Goodbye Lenin

Hope, fraternity and heart-warming sentiments are given the same amount of attention as the red Soviet-like political background in this dramatic comedy about fading dreams and how to carry on, when an everchanging world insists on showing us how tiny and helpless we really are.

In Germany’s official contender for the Oscar for Best Foreign Language Film, Alexander Kerner lives with his fatherless family in a small apartment in East Germany. After his mother, a strong supporter of the communist party, suffers a heart attack unintentionally caused by him — which puts her in a coma for almost an year — he is told by the doctors that she cannot experience strong emotions. Alexander has a difficult task. During that period, not only the entire world is changed, since the Berlin Wall has fallen along with everything his mother believed, but also himself and his sister have also become new people. The latter, for instance, has dropped college to work for Burger King, an icon of everything that is evil and wrong according to Mrs. Kerner!

What begins as a naive lie invented by the main character to not expose his mother’s fragile heart to the new harsh reality that surrounds them after the comunist regime has fallen, is transformed into a elaborate charade that develops a life of its own. For instance, young Kerner reaches a point where he even has to produce fake TV shows using a VHS camera and hire people who pretend to be government officials to fool the woman, for her own good. A colorful and perfect world is created by him to replace the not so beautiful reality.

But now Alexander has to feed this monster on a daily basis. And, in his spare time, find a meaning to his own life in this new world where his childhood hero, an astronaut, drives a taxi for a living.

Can Alexander keep up forever with this perfect world he has createdr If so, does this mean he really want tor Though it may sound strange, these questions don’t really matter. “Goodbye Lenin,” like similar themed films such as Life is Beautiful” and “Jakob the Liar,” truly focuses on showing how faith and even happiness can prevail when a group of people unite under a common goal, even though the goal is known to be a fake.

The man’s relationship problems with his sister, his and her quests to find their place in the world, the grudges which arose when his father left home, in their childhood, never to return. All these questions, and many more, will find their answers through the effort involved in the sustainment of the pretense.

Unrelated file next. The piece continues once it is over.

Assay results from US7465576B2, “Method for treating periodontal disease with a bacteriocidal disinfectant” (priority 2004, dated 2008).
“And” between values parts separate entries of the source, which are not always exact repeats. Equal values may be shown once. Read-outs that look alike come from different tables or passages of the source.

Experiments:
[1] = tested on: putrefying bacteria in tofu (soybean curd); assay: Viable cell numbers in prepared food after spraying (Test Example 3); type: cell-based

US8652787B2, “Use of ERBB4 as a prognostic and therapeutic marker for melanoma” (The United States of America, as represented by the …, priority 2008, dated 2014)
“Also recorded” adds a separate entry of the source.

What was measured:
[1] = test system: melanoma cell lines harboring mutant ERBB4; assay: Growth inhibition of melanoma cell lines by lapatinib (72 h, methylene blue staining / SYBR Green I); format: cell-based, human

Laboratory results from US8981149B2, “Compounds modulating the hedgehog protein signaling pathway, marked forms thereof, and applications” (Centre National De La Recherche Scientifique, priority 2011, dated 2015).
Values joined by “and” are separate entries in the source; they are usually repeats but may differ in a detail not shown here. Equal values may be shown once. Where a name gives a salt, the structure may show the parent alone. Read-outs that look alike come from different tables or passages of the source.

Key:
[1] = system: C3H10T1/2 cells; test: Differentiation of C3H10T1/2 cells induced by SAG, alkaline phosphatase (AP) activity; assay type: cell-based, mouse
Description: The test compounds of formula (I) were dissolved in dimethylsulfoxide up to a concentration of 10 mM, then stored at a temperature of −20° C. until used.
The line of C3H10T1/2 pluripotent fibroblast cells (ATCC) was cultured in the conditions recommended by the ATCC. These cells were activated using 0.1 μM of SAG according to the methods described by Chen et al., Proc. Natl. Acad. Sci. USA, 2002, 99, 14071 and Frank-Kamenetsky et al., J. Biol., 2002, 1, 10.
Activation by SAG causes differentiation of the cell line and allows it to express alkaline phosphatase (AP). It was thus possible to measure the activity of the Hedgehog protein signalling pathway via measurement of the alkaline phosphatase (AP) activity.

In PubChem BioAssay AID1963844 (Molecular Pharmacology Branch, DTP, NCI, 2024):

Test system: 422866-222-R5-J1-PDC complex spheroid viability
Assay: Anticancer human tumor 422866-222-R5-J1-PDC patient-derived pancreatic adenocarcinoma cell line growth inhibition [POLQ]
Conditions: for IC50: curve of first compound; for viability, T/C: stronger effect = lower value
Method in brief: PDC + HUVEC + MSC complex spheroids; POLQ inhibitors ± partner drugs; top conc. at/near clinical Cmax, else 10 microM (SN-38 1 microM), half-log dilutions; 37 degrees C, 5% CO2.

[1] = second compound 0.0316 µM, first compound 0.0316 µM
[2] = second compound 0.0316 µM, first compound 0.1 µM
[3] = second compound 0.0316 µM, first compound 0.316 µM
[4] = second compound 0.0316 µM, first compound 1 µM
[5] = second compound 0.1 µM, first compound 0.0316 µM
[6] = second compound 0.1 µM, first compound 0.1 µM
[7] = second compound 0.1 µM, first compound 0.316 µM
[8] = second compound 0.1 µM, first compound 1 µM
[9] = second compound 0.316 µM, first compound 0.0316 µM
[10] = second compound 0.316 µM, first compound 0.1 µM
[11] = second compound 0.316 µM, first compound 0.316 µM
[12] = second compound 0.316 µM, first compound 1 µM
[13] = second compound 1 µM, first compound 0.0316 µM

A clever and spirited script as the basis for a talented execution make “Goodbye Lenin” a very good film and a strong contender for a Best Foreign Language Film nomination. Especially considering that the USSR dust has finally settled and giving a controversial film like this one an Oscar nomination, an award per se, will not be considered a felony.

Let’s not jump the gun, though. Not every part of the film is shiny. What didn’t work:

  • The first half of the first act, particularly the opening sequence, give a much darker tone to the story than the one it truly holds afterwards. The bittersweet narrative may be wrongly “felt” as simply bitter by some.
  • Despite the light atmosphere under which the “oblivous-mom situation” is often shown, a deceit will always be a deceit. The more one thinks about the main character’s compulsive lack of sincereness the lessen the beauty of the story will hold.
  • The direction, when it comes to camera work, is essentially traditional. Perhaps trying to give the film’s look a more 2000-ish appearance, a few Bullet-time effects were incorporated. Bizarrely incorporated. A few purists will be disturbed by them, though most viewers simply won’t care.
  • The film is a little bit too long. Especially some scenes in the second act. Though necessary to the development of the story, they seem to be endlessly repeated, as if the director wanted to be absolutely sure the audience has already gotten into the wanted “mood”, required by the final act.

    Side Note for the Political-Minded: Although the film is mostly critic towards the Communist way of life, it is not an apology to the harsh and cruel capitalism either. In a given scene, for instance, a character, when facing the new, praised by most, regime, instead of diving rightaway into a life of self pleasuring consumerism says something in the vein of: “-Life shouldn’t be all about buying jeans pants…”. It is probable that many viewers will not agree on wether the film is clearly a biased anti-communist piece or a fair dispassionate political analysis. The mere fact that the movie allow such distinct opinions to co-exist can serve as an example of the three dimensionality of the work.

    Directed by Wolfgang Becker
    Genre: Drama, Comedy
    Runtime: 121 minutes.
    Rated R for brief language and sexuality. Editor’s Note: This film premieres today at the Sundance Film Festival.

    Rating: A-
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